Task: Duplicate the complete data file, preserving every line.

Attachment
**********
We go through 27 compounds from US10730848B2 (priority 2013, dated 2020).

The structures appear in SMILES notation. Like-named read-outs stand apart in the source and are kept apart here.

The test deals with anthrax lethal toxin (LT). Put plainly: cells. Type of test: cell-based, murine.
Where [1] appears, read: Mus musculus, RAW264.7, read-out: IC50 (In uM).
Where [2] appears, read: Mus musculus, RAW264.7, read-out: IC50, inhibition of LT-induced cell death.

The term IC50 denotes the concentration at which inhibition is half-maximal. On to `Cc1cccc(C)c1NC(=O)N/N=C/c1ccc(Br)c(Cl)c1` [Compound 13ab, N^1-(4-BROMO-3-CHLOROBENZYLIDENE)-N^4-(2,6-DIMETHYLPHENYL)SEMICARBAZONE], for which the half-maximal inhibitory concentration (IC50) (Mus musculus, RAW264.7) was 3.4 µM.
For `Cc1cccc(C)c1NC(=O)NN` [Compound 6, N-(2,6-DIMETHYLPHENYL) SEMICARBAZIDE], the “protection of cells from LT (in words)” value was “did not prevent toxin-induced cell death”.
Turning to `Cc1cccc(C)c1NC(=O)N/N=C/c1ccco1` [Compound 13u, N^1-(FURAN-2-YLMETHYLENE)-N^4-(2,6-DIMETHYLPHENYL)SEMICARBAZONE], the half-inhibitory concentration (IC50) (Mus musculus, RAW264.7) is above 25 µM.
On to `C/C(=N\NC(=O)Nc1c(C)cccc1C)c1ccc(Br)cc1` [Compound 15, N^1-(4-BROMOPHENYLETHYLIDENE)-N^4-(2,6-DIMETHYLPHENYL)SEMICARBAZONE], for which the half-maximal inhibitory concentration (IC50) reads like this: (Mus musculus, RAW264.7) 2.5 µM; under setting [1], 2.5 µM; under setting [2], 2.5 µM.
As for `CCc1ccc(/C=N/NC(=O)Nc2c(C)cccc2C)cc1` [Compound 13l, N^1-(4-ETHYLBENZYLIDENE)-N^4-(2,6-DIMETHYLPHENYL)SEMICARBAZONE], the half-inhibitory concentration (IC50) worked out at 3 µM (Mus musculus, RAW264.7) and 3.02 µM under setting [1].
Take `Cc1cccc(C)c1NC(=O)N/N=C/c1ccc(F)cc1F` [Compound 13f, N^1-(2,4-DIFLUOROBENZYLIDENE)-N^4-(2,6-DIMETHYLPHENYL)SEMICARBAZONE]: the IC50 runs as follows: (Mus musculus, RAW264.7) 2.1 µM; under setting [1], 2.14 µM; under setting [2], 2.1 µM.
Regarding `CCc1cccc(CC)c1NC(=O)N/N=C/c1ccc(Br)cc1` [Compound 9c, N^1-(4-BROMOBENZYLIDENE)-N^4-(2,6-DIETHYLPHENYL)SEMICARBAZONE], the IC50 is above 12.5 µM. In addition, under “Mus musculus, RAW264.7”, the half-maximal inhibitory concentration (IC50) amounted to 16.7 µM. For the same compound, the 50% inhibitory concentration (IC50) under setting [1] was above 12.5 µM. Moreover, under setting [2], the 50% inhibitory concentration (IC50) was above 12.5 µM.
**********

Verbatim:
We go through 27 compounds from US10730848B2 (priority 2013, dated 2020).

The structures appear in SMILES notation. Like-named read-outs stand apart in the source and are kept apart here.

The test deals with anthrax lethal toxin (LT). Put plainly: cells. Type of test: cell-based, murine.
Where [1] appears, read: Mus musculus, RAW264.7, read-out: IC50 (In uM).
Where [2] appears, read: Mus musculus, RAW264.7, read-out: IC50, inhibition of LT-induced cell death.

The term IC50 denotes the concentration at which inhibition is half-maximal. On to `Cc1cccc(C)c1NC(=O)N/N=C/c1ccc(Br)c(Cl)c1` [Compound 13ab, N^1-(4-BROMO-3-CHLOROBENZYLIDENE)-N^4-(2,6-DIMETHYLPHENYL)SEMICARBAZONE], for which the half-maximal inhibitory concentration (IC50) (Mus musculus, RAW264.7) was 3.4 µM.
For `Cc1cccc(C)c1NC(=O)NN` [Compound 6, N-(2,6-DIMETHYLPHENYL) SEMICARBAZIDE], the “protection of cells from LT (in words)” value was “did not prevent toxin-induced cell death”.
Turning to `Cc1cccc(C)c1NC(=O)N/N=C/c1ccco1` [Compound 13u, N^1-(FURAN-2-YLMETHYLENE)-N^4-(2,6-DIMETHYLPHENYL)SEMICARBAZONE], the half-inhibitory concentration (IC50) (Mus musculus, RAW264.7) is above 25 µM.
On to `C/C(=N\NC(=O)Nc1c(C)cccc1C)c1ccc(Br)cc1` [Compound 15, N^1-(4-BROMOPHENYLETHYLIDENE)-N^4-(2,6-DIMETHYLPHENYL)SEMICARBAZONE], for which the half-maximal inhibitory concentration (IC50) reads like this: (Mus musculus, RAW264.7) 2.5 µM; under setting [1], 2.5 µM; under setting [2], 2.5 µM.
As for `CCc1ccc(/C=N/NC(=O)Nc2c(C)cccc2C)cc1` [Compound 13l, N^1-(4-ETHYLBENZYLIDENE)-N^4-(2,6-DIMETHYLPHENYL)SEMICARBAZONE], the half-inhibitory concentration (IC50) worked out at 3 µM (Mus musculus, RAW264.7) and 3.02 µM under setting [1].
Take `Cc1cccc(C)c1NC(=O)N/N=C/c1ccc(F)cc1F` [Compound 13f, N^1-(2,4-DIFLUOROBENZYLIDENE)-N^4-(2,6-DIMETHYLPHENYL)SEMICARBAZONE]: the IC50 runs as follows: (Mus musculus, RAW264.7) 2.1 µM; under setting [1], 2.14 µM; under setting [2], 2.1 µM.
Regarding `CCc1cccc(CC)c1NC(=O)N/N=C/c1ccc(Br)cc1` [Compound 9c, N^1-(4-BROMOBENZYLIDENE)-N^4-(2,6-DIETHYLPHENYL)SEMICARBAZONE], the IC50 is above 12.5 µM. In addition, under “Mus musculus, RAW264.7”, the half-maximal inhibitory concentration (IC50) amounted to 16.7 µM. For the same compound, the 50% inhibitory concentration (IC50) under setting [1] was above 12.5 µM. Moreover, under setting [2], the 50% inhibitory concentration (IC50) was above 12.5 µM.